Sure, the mega-rich don't fly coach like you and me. They wear nicer clothes. Maybe they dine at different restaurants. Those are substantial but still pretty superficial differences. But apparently there's a more fundamental gap between the well off and the rest of us. According to a new study, the rich are more socially isolated.
This conclusion comes from a new analysis of huge amounts of data gathered by both the the General Social Survey and American Time Use Survey, and reported by Josh Rosenblat on Vox. The study's co-authors crunched through the numbers and concluded that, on average, rich Americans spend 6.4 fewer nights a year socializing.
Who cares, you might ask? Maybe they're just busy working late or swilling champagne. But according to the team behind the research, the findings actually suggest something fascinating about both the wealthy themselves and U.S. in general.
Who knows their neighbors anymore?
When the research team out of Emory University dug into the details, they discovered the rich weren't simply anti-social (though they do spend an average of 10 minutes less each day with other people). They were spending more time with friends (who are presumably mostly wealthy like them) and less with family and neighbors.
Partly that's probably down to the fact that rich people don't need to ask their families or neighbors for help. Need a babysitter? No need to call your mom if you have a nanny. Heading out of town? Don't phone the neighbor, just set the alarm.
But a tendency among the wealthy to avoid contact with others in the community has been suggested by other studies too. "The paper reflects psychological findings about the social behavior of people with access to different levels of money, and demonstrates how they play out in the real world. For example, previous studies have shown wealthier people to be less interested in social interactions and less compassionate than people with lower incomes. These characteristics, the authors of the paper theorize, manifest themselves in people's social tendencies," Rosenblat summarizes.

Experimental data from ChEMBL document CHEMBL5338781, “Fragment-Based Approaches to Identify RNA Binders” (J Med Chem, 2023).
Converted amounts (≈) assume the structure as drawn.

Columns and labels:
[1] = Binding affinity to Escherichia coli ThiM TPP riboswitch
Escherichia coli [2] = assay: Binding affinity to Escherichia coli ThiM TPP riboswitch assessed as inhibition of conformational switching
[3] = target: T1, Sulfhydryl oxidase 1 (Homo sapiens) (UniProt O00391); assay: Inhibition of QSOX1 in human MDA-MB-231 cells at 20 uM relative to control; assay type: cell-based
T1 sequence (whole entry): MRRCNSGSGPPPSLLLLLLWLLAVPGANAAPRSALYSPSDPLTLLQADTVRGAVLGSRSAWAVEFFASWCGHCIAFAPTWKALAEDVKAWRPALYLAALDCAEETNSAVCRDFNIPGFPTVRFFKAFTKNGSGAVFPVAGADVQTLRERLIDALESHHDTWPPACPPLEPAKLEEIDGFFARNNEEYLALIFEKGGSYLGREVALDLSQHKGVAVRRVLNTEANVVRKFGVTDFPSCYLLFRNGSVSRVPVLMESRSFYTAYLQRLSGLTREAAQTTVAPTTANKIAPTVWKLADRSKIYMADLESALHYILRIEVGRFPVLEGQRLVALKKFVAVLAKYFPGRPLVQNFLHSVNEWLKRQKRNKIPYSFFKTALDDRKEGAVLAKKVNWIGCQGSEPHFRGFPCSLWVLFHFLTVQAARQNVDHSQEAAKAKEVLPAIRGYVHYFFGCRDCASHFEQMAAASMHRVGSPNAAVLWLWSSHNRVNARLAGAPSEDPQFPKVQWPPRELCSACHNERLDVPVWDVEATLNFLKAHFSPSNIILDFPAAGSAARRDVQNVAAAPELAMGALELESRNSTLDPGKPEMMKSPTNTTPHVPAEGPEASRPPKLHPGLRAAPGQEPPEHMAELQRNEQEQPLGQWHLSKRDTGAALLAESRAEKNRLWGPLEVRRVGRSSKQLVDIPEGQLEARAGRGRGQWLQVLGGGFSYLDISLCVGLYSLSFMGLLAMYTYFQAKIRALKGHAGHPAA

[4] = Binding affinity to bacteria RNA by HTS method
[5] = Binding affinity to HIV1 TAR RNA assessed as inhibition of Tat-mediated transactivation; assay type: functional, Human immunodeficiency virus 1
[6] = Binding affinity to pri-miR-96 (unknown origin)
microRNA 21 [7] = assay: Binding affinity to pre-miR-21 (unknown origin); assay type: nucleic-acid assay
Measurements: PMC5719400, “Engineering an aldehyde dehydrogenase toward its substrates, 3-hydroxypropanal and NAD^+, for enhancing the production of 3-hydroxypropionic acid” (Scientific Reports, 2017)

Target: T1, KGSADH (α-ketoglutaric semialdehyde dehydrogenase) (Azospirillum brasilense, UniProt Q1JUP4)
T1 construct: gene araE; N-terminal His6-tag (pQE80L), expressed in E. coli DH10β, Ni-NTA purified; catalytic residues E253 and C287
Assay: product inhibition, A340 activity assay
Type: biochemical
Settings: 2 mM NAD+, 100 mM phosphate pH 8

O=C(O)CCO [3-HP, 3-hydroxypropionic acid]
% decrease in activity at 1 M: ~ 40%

In short, being rich seems to make you more inclined to social isolation -- as you make more, your tendency to hang out just with your wealthy peers seems to increase. That makes Americans from different social strata less likely to interact in the real world, and might play a part in everything from declining civic participation (think lower voter turnout) to survey results showing Americans are having less "important" discussions about weighty matters these days. (Social isolation, it should also be mentioned, has been blamed as one possible cause for findings showing adult Americans growing less happy and more anxious as well.)
Traditionalists might be alarmed that Americans aren't often leaning over white picket fences to speak to their neighbors these days, but Rosenblat is more balanced in his reaction. All of this isn't bad, he writes, "and it's not 'good,' either. Rather, it's different. This phenomenon, which doesn't seem to be stopping anytime soon, will force Americans to interact in new, nontraditional ways."
Are you alarmed that Americans of different income classes appear to be increasingly isolated from each other?